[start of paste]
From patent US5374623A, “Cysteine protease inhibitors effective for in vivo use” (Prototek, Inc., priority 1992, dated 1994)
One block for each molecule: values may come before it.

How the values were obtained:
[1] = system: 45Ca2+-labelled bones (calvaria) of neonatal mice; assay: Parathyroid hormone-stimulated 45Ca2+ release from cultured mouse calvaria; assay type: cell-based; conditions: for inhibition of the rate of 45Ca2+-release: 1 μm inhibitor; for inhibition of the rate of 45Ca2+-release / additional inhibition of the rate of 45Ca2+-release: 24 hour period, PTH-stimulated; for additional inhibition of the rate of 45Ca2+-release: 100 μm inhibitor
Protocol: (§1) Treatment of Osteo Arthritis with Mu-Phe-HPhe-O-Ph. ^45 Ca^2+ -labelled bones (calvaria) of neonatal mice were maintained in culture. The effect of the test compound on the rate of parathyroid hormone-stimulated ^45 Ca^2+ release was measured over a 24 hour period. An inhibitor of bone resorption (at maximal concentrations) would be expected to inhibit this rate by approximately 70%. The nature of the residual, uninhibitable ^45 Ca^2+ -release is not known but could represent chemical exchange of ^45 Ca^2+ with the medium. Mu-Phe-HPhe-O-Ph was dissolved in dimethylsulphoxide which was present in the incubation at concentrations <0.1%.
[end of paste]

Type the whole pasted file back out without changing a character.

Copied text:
From patent US5374623A, “Cysteine protease inhibitors effective for in vivo use” (Prototek, Inc., priority 1992, dated 1994)
One block for each molecule: values may come before it.

How the values were obtained:
[1] = system: 45Ca2+-labelled bones (calvaria) of neonatal mice; assay: Parathyroid hormone-stimulated 45Ca2+ release from cultured mouse calvaria; assay type: cell-based; conditions: for inhibition of the rate of 45Ca2+-release: 1 μm inhibitor; for inhibition of the rate of 45Ca2+-release / additional inhibition of the rate of 45Ca2+-release: 24 hour period, PTH-stimulated; for additional inhibition of the rate of 45Ca2+-release: 100 μm inhibitor
Protocol: (§1) Treatment of Osteo Arthritis with Mu-Phe-HPhe-O-Ph. ^45 Ca^2+ -labelled bones (calvaria) of neonatal mice were maintained in culture. The effect of the test compound on the rate of parathyroid hormone-stimulated ^45 Ca^2+ release was measured over a 24 hour period. An inhibitor of bone resorption (at maximal concentrations) would be expected to inhibit this rate by approximately 70%. The nature of the residual, uninhibitable ^45 Ca^2+ -release is not known but could represent chemical exchange of ^45 Ca^2+ with the medium. Mu-Phe-HPhe-O-Ph was dissolved in dimethylsulphoxide which was present in the incubation at concentrations <0.1%.